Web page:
Marine animal tunicate can be used both as biofuel and fish food
Five researchers at the University of Bergen (UiB) and Uni Research have found that a certain type of tunicate – marine filter feeders that serve as bacteria eaters and as a food in cultures that consume larger number of seafood – can be used as a renewable source of biofuel and fish food. That means it could be used to reduce emissions from traffic, as well as new feed for the growing aquaculture industry.
Ascidians, or sea squirts, are the largest and most diverse class of the sub-phylum Tunicata (also known as Urochordata). They comprise approximately 3000 described species found in all marine habitats from shallow water to the deep sea. There are no freshwater species, and most cannot tolerate salinities below 20 permil. You can find them on the ocean floor, under the pier, and on ship ropes.
“Its mantle consists of cellulose, which is a collection of sugars. When cellulose is cleaved, one can obtain ethanol. And ethanol can be used for biofuel in cars. The animal’s body consists of large amounts of protein and Omega-3. This can be used for fish feed”, said Eric Thompson, Professor at UiB’s Department of Biology.
Thompson and his colleagues have spent years looking into the many possible uses of the ascidiacea. They are devising commercially viable products based on their research. They have already acquired a patent for biofuel and have a patent application pending for the cultivation of ascidiacea as fish feed.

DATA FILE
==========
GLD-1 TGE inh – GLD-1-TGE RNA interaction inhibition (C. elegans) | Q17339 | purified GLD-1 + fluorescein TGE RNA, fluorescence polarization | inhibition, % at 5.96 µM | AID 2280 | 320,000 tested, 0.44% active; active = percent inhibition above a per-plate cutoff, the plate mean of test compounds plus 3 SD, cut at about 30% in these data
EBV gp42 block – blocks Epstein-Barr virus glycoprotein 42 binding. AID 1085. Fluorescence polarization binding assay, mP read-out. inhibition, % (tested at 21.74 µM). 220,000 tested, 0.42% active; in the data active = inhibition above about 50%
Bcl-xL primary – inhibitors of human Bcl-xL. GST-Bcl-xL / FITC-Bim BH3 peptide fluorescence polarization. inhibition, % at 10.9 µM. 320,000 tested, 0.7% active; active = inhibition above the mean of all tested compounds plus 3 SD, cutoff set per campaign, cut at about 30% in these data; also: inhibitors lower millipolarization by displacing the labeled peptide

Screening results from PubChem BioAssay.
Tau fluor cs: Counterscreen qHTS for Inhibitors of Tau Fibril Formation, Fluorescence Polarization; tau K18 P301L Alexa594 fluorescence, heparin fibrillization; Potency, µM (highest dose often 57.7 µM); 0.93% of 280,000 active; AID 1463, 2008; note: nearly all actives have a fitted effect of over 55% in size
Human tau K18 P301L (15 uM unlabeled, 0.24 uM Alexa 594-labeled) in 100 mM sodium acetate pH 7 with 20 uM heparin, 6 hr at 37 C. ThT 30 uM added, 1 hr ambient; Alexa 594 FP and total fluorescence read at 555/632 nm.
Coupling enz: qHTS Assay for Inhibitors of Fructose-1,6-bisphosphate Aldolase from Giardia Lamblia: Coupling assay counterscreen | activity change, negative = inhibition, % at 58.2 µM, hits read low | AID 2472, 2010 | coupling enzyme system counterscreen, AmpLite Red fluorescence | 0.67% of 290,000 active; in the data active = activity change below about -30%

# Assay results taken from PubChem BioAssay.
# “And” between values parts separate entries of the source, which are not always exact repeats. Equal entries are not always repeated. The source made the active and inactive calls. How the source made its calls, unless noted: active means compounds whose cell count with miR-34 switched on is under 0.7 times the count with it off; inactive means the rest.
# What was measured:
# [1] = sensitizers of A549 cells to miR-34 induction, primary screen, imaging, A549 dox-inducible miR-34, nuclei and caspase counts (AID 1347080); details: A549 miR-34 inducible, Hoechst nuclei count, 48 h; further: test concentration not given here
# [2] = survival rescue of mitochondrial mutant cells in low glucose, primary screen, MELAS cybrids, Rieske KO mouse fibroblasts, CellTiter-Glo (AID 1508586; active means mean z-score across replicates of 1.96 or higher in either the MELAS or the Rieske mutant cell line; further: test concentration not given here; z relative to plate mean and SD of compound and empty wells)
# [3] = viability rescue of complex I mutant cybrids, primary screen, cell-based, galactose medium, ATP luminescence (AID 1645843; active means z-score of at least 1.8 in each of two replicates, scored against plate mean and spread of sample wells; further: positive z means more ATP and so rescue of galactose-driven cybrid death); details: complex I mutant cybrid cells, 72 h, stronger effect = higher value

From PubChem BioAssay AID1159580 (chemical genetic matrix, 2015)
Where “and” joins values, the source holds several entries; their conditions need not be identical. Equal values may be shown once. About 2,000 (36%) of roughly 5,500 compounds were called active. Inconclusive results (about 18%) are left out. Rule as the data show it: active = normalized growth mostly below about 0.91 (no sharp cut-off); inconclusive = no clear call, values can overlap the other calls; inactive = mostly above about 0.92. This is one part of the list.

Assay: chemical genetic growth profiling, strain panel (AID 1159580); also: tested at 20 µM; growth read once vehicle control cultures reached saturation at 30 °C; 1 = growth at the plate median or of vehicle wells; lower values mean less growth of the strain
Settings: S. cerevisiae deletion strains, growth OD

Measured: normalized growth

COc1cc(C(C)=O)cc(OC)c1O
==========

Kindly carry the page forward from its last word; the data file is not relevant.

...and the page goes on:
“The bioethanol used today is unsustainable as it comes from foods already used for human consumption. That is why there has been a move towards using cellulose from the timber industry to produce bioethanol”, said Dr. Sc. Christofer Troedsson, of Uni Research’s Molecular Ecology Group and head of the research at UiB’s Marine Development Biology. “However, it is quite complicated to break down the cellulose in trees and convert it into ethanol. This is because the wood contains a substance called lignin, which is hard to separate from the cellulose. Tunicates contain no lignin. Their cellulose is also low in crystals and is more efficiently converted into ethanol.”
Another important point is that the ascidiacea are not in the food chain, probably due to their protective mantle. Using ascidiacea rather than trees poses a significant advantage because they grow faster and can be grown underwater, thus not occupying large tracts of land which could otherwise be used to grow food or lush forests. Tunicates grow very quickly and they can be re-harvested two or three times a year.